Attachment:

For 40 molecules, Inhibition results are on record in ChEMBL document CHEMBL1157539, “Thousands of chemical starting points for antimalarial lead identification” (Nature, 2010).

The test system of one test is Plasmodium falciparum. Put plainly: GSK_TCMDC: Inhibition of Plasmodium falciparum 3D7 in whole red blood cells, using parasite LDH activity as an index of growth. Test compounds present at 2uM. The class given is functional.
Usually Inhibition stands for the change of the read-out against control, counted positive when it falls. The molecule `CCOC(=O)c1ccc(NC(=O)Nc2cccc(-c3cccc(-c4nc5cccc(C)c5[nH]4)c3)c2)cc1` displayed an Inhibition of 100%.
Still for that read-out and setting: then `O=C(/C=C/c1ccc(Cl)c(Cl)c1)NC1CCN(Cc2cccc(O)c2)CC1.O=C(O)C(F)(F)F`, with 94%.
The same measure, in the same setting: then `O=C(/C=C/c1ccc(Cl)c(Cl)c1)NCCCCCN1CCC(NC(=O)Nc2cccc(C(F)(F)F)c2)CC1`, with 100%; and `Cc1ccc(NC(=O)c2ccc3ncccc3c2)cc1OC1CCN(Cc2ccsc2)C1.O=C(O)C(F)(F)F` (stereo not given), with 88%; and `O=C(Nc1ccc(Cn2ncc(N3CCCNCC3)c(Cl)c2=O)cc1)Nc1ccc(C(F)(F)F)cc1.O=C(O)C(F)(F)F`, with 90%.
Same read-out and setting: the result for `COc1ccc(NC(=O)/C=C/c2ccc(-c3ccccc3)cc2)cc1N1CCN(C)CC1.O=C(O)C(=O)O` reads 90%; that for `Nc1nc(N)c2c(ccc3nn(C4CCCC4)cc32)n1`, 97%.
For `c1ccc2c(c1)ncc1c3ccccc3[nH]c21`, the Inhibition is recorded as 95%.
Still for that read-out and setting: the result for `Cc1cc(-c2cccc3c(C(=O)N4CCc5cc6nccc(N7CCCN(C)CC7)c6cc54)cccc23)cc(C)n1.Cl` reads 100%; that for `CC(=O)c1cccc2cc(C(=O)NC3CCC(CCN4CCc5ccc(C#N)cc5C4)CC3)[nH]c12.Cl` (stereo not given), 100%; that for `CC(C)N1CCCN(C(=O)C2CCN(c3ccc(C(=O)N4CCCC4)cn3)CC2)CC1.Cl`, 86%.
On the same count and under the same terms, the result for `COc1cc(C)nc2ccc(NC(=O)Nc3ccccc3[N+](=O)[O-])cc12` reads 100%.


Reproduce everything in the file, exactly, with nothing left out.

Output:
For 40 molecules, Inhibition results are on record in ChEMBL document CHEMBL1157539, “Thousands of chemical starting points for antimalarial lead identification” (Nature, 2010).

The test system of one test is Plasmodium falciparum. Put plainly: GSK_TCMDC: Inhibition of Plasmodium falciparum 3D7 in whole red blood cells, using parasite LDH activity as an index of growth. Test compounds present at 2uM. The class given is functional.
Usually Inhibition stands for the change of the read-out against control, counted positive when it falls. The molecule `CCOC(=O)c1ccc(NC(=O)Nc2cccc(-c3cccc(-c4nc5cccc(C)c5[nH]4)c3)c2)cc1` displayed an Inhibition of 100%.
Still for that read-out and setting: then `O=C(/C=C/c1ccc(Cl)c(Cl)c1)NC1CCN(Cc2cccc(O)c2)CC1.O=C(O)C(F)(F)F`, with 94%.
The same measure, in the same setting: then `O=C(/C=C/c1ccc(Cl)c(Cl)c1)NCCCCCN1CCC(NC(=O)Nc2cccc(C(F)(F)F)c2)CC1`, with 100%; and `Cc1ccc(NC(=O)c2ccc3ncccc3c2)cc1OC1CCN(Cc2ccsc2)C1.O=C(O)C(F)(F)F` (stereo not given), with 88%; and `O=C(Nc1ccc(Cn2ncc(N3CCCNCC3)c(Cl)c2=O)cc1)Nc1ccc(C(F)(F)F)cc1.O=C(O)C(F)(F)F`, with 90%.
Same read-out and setting: the result for `COc1ccc(NC(=O)/C=C/c2ccc(-c3ccccc3)cc2)cc1N1CCN(C)CC1.O=C(O)C(=O)O` reads 90%; that for `Nc1nc(N)c2c(ccc3nn(C4CCCC4)cc32)n1`, 97%.
For `c1ccc2c(c1)ncc1c3ccccc3[nH]c21`, the Inhibition is recorded as 95%.
Still for that read-out and setting: the result for `Cc1cc(-c2cccc3c(C(=O)N4CCc5cc6nccc(N7CCCN(C)CC7)c6cc54)cccc23)cc(C)n1.Cl` reads 100%; that for `CC(=O)c1cccc2cc(C(=O)NC3CCC(CCN4CCc5ccc(C#N)cc5C4)CC3)[nH]c12.Cl` (stereo not given), 100%; that for `CC(C)N1CCCN(C(=O)C2CCN(c3ccc(C(=O)N4CCCC4)cn3)CC2)CC1.Cl`, 86%.
On the same count and under the same terms, the result for `COc1cc(C)nc2ccc(NC(=O)Nc3ccccc3[N+](=O)[O-])cc12` reads 100%.